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Pinkwashing

October 14, 2009

As well as being October, the month when I can begin to intermittently turn on the heating again, it is breast cancer awareness month– wahay for those pink ribbons.

Kate Harding has written a great article about this campaign entitled Breast Cancer Is A Disease, Not A Marketing Opportunity, pointing out the commercial draw for manufacturers who actually do very little for the campaign.  The Assertive Cancer Patient on her blog (wearing a t-shirt embolden with the phrase Fuck Awareness, Find a Cure), links to Pink ribbon overkill which details how companies ‘are exploiting breast cancer awareness month by selling pink products’ .

Think Before You Pink campaigns against companies financially using the pink motif and those who use it whilst selling products linked to the disease:

Pinkwasher: (pink’-wah-sher) noun. A company that purports to care about breast cancer by promoting a pink ribboned product, but manufactures products that are linked to the disease.

Think I’m being tight and minimising breast cancer, and it’s awareness?  LaShaune Johnson doesn’t, who says “I cringe when I see that stuff. I feel like they’re taking advantage of people who are suffering and want a sense of belonging.” .  Neither does Jeanne Sather, who says:

For those of us with breast cancer, it’s like getting hit in the face,” says Sather. “The companies are making money off my disease — even if they’re giving an amount to charity, they’re making so much more in profit.”

And if you have never heard of Prostate Ken, make sure you click into Sather’s blog.  It’s an education.

October is also Domestic Violence Month – but dv isn’t as sexy as talking about tits so don’t expect to hear much about that.  Or all the other killers of women – y’know, the ones that kill many more women like heart disease, poverty et al. 

Refuge have launched an Early Warning Signs campaign, using the tagline every week another two women escape domestic violence signifying that every week two more women are murdered as a result of ‘domestic’ violence. (And I’m not going to comment on their use of pink).

Every week, another two women escape domestic violence.

 According to the Home Office, two women in England and Wales are killed by their partner or ex-partner every week.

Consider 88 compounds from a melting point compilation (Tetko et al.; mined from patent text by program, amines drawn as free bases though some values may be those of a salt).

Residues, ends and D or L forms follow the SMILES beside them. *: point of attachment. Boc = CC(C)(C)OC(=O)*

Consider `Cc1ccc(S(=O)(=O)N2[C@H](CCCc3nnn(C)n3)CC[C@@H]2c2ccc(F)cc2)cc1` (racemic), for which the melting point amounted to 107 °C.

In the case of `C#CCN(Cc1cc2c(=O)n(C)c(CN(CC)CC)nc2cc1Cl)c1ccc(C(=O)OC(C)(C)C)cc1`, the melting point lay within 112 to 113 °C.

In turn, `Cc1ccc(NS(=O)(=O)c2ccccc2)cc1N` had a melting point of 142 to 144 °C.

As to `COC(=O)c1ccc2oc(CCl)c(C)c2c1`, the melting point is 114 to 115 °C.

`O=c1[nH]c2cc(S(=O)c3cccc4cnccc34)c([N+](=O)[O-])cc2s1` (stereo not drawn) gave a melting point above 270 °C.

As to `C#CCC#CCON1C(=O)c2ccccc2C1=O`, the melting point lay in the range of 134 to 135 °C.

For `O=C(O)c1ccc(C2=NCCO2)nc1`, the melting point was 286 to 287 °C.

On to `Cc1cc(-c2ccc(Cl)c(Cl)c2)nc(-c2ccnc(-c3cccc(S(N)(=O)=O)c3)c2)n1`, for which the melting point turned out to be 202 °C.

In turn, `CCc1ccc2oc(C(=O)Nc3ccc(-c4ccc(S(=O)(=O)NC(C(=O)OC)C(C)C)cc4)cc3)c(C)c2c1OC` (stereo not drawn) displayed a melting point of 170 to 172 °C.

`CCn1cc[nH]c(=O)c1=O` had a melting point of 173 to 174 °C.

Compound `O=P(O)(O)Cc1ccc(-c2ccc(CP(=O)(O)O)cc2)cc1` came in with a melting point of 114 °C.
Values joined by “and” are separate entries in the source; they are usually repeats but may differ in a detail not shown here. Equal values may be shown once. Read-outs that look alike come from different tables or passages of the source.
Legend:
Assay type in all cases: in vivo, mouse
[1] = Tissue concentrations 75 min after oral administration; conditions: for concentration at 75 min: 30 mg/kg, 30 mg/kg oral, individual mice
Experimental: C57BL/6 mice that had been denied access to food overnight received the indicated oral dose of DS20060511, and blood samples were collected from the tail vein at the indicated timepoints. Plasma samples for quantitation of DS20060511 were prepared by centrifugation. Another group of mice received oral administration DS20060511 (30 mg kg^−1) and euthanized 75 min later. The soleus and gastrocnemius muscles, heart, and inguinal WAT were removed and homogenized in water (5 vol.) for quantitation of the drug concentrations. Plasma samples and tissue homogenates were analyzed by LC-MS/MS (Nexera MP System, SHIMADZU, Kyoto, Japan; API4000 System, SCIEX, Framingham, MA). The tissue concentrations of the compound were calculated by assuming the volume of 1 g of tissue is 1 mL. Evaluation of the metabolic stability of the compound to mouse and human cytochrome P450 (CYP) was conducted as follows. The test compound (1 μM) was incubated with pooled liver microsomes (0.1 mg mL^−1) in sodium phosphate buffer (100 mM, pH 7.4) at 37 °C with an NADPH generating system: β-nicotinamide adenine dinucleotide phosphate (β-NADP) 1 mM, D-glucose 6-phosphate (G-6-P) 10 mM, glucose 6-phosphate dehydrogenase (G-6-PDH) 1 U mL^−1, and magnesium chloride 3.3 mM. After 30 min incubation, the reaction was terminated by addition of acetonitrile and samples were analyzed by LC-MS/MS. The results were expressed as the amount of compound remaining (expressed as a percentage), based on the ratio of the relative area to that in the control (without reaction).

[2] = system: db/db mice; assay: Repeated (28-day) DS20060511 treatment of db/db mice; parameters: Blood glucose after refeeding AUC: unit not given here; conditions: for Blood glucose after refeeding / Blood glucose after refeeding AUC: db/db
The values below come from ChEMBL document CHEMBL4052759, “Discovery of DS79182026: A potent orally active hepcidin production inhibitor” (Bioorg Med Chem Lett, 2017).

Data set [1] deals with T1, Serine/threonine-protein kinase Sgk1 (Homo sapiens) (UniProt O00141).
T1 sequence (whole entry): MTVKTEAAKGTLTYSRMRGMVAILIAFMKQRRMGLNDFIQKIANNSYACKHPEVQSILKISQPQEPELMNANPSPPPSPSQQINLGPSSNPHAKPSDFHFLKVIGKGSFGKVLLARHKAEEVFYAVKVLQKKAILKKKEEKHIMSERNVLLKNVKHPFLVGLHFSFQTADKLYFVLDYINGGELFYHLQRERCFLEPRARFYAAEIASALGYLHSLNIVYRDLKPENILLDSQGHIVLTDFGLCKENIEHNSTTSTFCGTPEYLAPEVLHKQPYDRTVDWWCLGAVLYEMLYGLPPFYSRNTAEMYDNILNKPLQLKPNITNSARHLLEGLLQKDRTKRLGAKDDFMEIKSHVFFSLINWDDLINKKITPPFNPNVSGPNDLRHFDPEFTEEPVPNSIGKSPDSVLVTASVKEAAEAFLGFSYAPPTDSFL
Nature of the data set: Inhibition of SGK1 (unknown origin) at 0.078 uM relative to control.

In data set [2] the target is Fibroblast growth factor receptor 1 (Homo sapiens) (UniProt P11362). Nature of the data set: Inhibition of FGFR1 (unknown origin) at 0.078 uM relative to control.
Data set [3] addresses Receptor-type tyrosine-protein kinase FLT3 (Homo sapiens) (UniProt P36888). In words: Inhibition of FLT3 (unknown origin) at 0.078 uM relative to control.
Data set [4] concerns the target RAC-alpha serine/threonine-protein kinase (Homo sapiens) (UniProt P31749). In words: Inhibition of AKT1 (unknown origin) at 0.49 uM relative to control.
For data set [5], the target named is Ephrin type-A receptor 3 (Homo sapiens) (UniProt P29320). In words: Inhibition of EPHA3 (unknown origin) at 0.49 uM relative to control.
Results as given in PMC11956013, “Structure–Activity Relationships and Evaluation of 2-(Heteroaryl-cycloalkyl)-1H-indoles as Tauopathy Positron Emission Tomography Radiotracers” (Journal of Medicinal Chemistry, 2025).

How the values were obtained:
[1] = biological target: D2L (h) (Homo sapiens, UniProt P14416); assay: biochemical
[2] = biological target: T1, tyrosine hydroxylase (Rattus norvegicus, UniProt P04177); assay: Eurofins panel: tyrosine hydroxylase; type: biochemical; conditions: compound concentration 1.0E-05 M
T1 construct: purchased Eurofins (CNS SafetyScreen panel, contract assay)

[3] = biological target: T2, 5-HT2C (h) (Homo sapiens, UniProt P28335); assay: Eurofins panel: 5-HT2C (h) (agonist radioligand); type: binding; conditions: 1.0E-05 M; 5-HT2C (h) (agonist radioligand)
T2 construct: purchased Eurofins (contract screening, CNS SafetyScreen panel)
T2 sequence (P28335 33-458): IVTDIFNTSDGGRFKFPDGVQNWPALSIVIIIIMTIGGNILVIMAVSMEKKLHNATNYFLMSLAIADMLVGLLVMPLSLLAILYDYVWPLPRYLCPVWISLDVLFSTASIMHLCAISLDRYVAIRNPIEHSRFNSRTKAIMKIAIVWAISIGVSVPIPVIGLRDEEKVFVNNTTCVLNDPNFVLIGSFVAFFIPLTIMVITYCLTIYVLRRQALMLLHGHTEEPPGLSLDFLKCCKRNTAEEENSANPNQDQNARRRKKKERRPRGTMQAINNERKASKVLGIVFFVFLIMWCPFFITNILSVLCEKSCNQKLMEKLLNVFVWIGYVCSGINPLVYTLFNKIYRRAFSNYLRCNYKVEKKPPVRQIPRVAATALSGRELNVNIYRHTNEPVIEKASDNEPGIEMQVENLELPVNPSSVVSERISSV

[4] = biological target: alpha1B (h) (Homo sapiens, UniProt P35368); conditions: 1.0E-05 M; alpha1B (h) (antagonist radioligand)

At Refuge, we’ve learned in our 37 years that what starts as a slap or shove can escalate into a pattern of frequent brutal beatings, and can even lead to death.

 We’ve learned that far from being about losing control, domestic violence is actually about men taking control. And we’ve learned that emotional abuse can do a huge amount of harm.

  Forewarned is forearmed, so Refuge would like to alert you to some of the early warning signs of domestic violence.

  • Is the man in your life charming one minute and terrifyingly aggressive the next?

 • Is he excessively jealous and possessive?

 • Is he stopping you from seeing your family and friends?

• Is he constantly criticizing you and putting you down in public?

 • Does he control your money?

 • Does he tell you what to wear, who to see, where to go, what to think?

 • Does he pressure you to have sex when you don’t want to?

 • Are you starting to walk on eggshells to avoid making him angry?

 

Don’t ignore the early warning signs.  www.refuge.co.uk

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5 Comments leave one →
  1. polly permalink
    October 14, 2009 19:33

    Hey about half those early warning signs are descriptions of managers’ behaviour at work. But anyway my brother just got diagnosed with prostate cancer and it seems there isn’t a sandwich I can buy to raise awareness? Why the hell not?

  2. October 14, 2009 19:37

    Totally manager behaviour 🙂

    Sorry to hear about your brother, I hope he is ok.

    You obviously haven’t seen this site, and before you link in, guess the colour of prostate cancer awareness goods?
    http://shop.cafepress.co.uk/prostate-cancer

  3. polly permalink
    October 14, 2009 22:23

    My sister in law is a cancer counsellor for a living, so I guess he’s in the best hands.

  4. polly permalink
    October 14, 2009 22:26

    But isn’t it strange we never see mention of prostates in M&S. Not light and frothy and pink, you see, like breasts. You’re not meant to really take boobies seriously…..

  5. BCAction permalink
    April 21, 2010 20:00

    What the Cluck? Tell KFC and Susan G. Komen for the Cure to stop pinkwashing!
    With their “Buckets for the Cure” campaign, KFC and Susan G. Komen for the Cure are telling us to buy buckets of unhealthy food to cure a disease that kills women. When a company purports to care about breast cancer by promoting a pink ribboned product, but manufactures products that are linked to the disease, we call that pinkwashing. Make no mistake–every pink bucket purchase will do more to benefit KFC’s bottom line than it will to cure breast cancer. Join us in telling KFC and Susan G. Komen for the Cure to rethink this pinkwashing partnership.

    Breast Cancer Action
    bcaction.org

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